sections 1665a(c)(3) and 1665l(b) of this title;]
          [(8) for fiscal year 1997, the interim report 
        required by section 1637(h)(1) of this title; and]
          [(9) for fiscal year 1999, the reports required by 
        sections 1637(h)(2), 1660b(b), 1665j(f), and 1680k(g) 
        of this title.]

Sec. 1672. Regulations

    (a) Deadlines.--
          (1) Procedures.--Not later than 90 days after the 
        date of the enactment of the IndianHealth Care 
Improvement Act Amendments of 2005, the Secretary shall initiate 
procedures under subchapter III of chapter 5 of title 5, United States 
Code, to negotiate and promulgate such regulations or amendments 
thereto that are necessary to carry out titles I (except section 105, 
115 and 117), II, III, and VII. The Secretary may promulgate 
regulations to carry out sections 105,115, 117, and titles IV and V, 
using the procedures required by chapter V of title 5, United States 
Code (commonly known as the `Administrative Procedure Act'). The 
Secretary shall issue no regulations to carry out titles VI and VIII.
          (2) Proposed regulations.--Proposed regulations to 
        implement this Act shall be published in the Federal 
        Register by the Secretary no later than 1 year after 
        the date of the enactment of the Indian Health Care 
        Improvement Act Amendments of 2005 and shall have no 
        less than a 120-day comment period.
          (3) Expiration of authority.--The authority to 
        promulgate regulations under this Act shall expire 24 
        months from the date of the enactment of this Act.
    (b) Committee.--A negotiated rulemaking committee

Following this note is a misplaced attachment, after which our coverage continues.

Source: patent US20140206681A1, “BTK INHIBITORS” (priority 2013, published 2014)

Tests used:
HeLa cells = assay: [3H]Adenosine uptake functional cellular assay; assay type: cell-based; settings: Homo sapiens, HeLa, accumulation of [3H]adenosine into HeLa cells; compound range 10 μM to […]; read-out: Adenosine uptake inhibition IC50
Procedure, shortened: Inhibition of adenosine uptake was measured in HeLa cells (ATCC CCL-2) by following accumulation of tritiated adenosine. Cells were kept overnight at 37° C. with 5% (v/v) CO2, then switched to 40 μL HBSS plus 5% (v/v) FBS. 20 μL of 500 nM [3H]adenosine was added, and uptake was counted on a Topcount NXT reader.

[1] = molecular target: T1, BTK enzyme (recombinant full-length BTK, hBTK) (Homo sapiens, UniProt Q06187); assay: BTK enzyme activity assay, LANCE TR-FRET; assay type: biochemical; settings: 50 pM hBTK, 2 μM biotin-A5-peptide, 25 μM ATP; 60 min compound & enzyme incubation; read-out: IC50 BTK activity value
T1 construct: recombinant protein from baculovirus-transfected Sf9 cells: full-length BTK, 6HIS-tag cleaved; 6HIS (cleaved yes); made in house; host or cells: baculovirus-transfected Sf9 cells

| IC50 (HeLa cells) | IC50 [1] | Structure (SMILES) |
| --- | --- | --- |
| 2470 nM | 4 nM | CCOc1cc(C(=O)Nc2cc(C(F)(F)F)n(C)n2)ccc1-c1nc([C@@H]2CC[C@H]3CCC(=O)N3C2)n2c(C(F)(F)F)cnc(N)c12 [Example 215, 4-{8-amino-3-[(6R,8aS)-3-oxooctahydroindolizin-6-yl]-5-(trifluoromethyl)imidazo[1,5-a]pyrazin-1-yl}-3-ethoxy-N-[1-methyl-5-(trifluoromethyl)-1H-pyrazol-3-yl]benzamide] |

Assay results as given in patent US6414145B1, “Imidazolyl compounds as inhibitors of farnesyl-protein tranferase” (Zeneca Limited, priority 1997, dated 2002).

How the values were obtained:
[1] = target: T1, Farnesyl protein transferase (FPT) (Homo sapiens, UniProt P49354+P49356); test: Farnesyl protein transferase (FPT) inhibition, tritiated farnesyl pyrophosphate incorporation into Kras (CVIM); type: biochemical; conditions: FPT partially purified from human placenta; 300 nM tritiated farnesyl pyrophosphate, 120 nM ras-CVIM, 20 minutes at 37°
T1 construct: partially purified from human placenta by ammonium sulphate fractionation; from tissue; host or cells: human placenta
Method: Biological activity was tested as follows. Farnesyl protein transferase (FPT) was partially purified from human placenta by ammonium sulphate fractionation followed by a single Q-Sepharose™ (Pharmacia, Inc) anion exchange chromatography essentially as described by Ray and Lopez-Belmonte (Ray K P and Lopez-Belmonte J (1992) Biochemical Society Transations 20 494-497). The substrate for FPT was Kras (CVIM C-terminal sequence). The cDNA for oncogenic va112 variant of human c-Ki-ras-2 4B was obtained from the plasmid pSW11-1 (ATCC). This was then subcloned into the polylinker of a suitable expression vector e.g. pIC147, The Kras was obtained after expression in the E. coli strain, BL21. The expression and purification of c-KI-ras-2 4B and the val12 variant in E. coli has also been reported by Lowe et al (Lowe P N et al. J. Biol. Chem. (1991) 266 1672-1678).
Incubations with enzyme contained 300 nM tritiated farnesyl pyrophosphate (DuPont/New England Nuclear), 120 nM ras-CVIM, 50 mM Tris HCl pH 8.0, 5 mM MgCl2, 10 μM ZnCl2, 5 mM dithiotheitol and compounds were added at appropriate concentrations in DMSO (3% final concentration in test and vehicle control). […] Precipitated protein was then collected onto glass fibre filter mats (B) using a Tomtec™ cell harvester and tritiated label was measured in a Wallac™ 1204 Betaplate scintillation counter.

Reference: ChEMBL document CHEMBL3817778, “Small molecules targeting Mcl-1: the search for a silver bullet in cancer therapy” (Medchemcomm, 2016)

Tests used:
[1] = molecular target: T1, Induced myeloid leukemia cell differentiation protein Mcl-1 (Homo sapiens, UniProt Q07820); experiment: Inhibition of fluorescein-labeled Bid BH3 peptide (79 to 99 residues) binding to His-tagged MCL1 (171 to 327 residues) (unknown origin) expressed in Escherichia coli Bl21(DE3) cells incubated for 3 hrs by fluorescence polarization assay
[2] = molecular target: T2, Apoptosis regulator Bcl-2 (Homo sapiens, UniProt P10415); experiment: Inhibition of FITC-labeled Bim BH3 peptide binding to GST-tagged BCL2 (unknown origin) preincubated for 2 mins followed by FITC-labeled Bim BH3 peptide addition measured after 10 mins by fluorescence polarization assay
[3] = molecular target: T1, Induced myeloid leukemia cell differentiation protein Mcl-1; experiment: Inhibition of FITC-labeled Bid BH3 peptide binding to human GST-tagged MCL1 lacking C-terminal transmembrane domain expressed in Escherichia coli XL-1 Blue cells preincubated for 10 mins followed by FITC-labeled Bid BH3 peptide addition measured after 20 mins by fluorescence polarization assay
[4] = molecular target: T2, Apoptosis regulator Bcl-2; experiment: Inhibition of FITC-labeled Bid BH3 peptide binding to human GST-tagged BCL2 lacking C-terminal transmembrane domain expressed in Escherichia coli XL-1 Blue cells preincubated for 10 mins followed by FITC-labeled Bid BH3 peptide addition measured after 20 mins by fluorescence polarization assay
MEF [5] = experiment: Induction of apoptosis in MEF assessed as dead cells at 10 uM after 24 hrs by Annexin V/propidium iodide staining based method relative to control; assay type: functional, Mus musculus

established pursuant to section 565 of title 5, United State 
Code, to carry out this section shall have as its members only 
representatives of the Federal Government and representatives 
of Indian Tribes and Tribal Organizations, a majority of whom 
shall be nominated by and be representatives of Indian Tribes, 
Tribal Organizations, and Urban Indian Organizations from each 
Service Area. The representative of the Urban Indian 
Organizations shall be deemed to be an elected officer of a 
tribal government for purposes fo applying section 204(b) of 
the Unfunded Mandates Reform Act of 1995 (2 U.S.C. 1534(b).
    (c) Adaptation of Procedures.--The Secretary shall adapt 
the negotiated rulemaking procedures to the unique context of 
self-governance and the government-to-government relationship 
between the United States and Indian Tribes.
    (d) Lack of Regulations.--The lack of promulgated 
regulations shall not limit the effect of this Act.
    (e) Inconsistent Regulations.--The provisions of this Act 
shall supersede any conflicting provisions of law in effect on 
the day before the date of the enactment of the Indian Health 
Care Improvement Act Amendments of 2005, and the Secretary is 
authorized to repeal any regulation inconsistent with the 
provisions of this Act.
    [Prior to any revision of or amendment to rules or 
regulations promulgated pursuant to this chapter, the Secretary 
shall consult with Indian tribes and appropriate national or 
regional Indian organizations and shall publish any proposed 
revision or amendment in the Federal Register not less than